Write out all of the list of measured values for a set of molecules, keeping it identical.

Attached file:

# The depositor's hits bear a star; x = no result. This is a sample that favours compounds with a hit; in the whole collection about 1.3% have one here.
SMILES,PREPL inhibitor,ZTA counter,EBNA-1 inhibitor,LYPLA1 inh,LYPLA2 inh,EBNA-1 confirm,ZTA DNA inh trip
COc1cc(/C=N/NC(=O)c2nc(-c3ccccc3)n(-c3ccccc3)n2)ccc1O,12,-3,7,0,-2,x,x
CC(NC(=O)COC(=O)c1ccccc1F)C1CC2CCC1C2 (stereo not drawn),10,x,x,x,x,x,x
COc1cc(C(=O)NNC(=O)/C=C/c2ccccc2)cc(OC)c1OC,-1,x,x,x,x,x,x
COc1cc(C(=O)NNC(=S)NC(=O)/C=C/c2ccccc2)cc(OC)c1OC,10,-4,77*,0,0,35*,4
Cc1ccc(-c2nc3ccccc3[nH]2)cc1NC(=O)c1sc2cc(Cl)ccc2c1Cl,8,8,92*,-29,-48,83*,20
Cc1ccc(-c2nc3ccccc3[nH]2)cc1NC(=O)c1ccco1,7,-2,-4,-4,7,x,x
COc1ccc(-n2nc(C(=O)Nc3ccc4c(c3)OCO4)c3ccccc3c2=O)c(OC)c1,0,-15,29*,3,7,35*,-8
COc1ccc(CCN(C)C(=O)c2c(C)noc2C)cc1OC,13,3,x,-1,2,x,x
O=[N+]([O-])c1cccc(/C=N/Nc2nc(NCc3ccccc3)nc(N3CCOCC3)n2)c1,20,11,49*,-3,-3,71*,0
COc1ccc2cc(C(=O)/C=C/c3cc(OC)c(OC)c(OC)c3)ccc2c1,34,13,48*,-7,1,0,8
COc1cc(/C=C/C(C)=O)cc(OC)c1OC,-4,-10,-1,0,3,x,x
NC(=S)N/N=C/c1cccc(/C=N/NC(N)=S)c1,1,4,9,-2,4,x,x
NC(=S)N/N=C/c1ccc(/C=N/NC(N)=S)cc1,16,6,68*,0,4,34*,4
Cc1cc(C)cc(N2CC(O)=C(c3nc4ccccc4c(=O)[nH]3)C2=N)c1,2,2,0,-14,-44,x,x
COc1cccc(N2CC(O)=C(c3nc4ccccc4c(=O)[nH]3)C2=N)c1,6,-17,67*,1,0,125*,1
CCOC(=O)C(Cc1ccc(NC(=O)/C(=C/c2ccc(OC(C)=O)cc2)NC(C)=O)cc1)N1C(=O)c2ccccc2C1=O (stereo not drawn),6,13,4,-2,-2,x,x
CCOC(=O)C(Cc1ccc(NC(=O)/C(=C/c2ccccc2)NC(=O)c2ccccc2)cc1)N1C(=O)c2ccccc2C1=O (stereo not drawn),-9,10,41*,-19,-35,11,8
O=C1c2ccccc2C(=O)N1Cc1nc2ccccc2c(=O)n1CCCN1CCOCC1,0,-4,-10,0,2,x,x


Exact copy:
# The depositor's hits bear a star; x = no result. This is a sample that favours compounds with a hit; in the whole collection about 1.3% have one here.
SMILES,PREPL inhibitor,ZTA counter,EBNA-1 inhibitor,LYPLA1 inh,LYPLA2 inh,EBNA-1 confirm,ZTA DNA inh trip
COc1cc(/C=N/NC(=O)c2nc(-c3ccccc3)n(-c3ccccc3)n2)ccc1O,12,-3,7,0,-2,x,x
CC(NC(=O)COC(=O)c1ccccc1F)C1CC2CCC1C2 (stereo not drawn),10,x,x,x,x,x,x
COc1cc(C(=O)NNC(=O)/C=C/c2ccccc2)cc(OC)c1OC,-1,x,x,x,x,x,x
COc1cc(C(=O)NNC(=S)NC(=O)/C=C/c2ccccc2)cc(OC)c1OC,10,-4,77*,0,0,35*,4
Cc1ccc(-c2nc3ccccc3[nH]2)cc1NC(=O)c1sc2cc(Cl)ccc2c1Cl,8,8,92*,-29,-48,83*,20
Cc1ccc(-c2nc3ccccc3[nH]2)cc1NC(=O)c1ccco1,7,-2,-4,-4,7,x,x
COc1ccc(-n2nc(C(=O)Nc3ccc4c(c3)OCO4)c3ccccc3c2=O)c(OC)c1,0,-15,29*,3,7,35*,-8
COc1ccc(CCN(C)C(=O)c2c(C)noc2C)cc1OC,13,3,x,-1,2,x,x
O=[N+]([O-])c1cccc(/C=N/Nc2nc(NCc3ccccc3)nc(N3CCOCC3)n2)c1,20,11,49*,-3,-3,71*,0
COc1ccc2cc(C(=O)/C=C/c3cc(OC)c(OC)c(OC)c3)ccc2c1,34,13,48*,-7,1,0,8
COc1cc(/C=C/C(C)=O)cc(OC)c1OC,-4,-10,-1,0,3,x,x
NC(=S)N/N=C/c1cccc(/C=N/NC(N)=S)c1,1,4,9,-2,4,x,x
NC(=S)N/N=C/c1ccc(/C=N/NC(N)=S)cc1,16,6,68*,0,4,34*,4
Cc1cc(C)cc(N2CC(O)=C(c3nc4ccccc4c(=O)[nH]3)C2=N)c1,2,2,0,-14,-44,x,x
COc1cccc(N2CC(O)=C(c3nc4ccccc4c(=O)[nH]3)C2=N)c1,6,-17,67*,1,0,125*,1
CCOC(=O)C(Cc1ccc(NC(=O)/C(=C/c2ccc(OC(C)=O)cc2)NC(C)=O)cc1)N1C(=O)c2ccccc2C1=O (stereo not drawn),6,13,4,-2,-2,x,x
CCOC(=O)C(Cc1ccc(NC(=O)/C(=C/c2ccccc2)NC(=O)c2ccccc2)cc1)N1C(=O)c2ccccc2C1=O (stereo not drawn),-9,10,41*,-19,-35,11,8
O=C1c2ccccc2C(=O)N1Cc1nc2ccccc2c(=O)n1CCCN1CCOCC1,0,-4,-10,0,2,x,x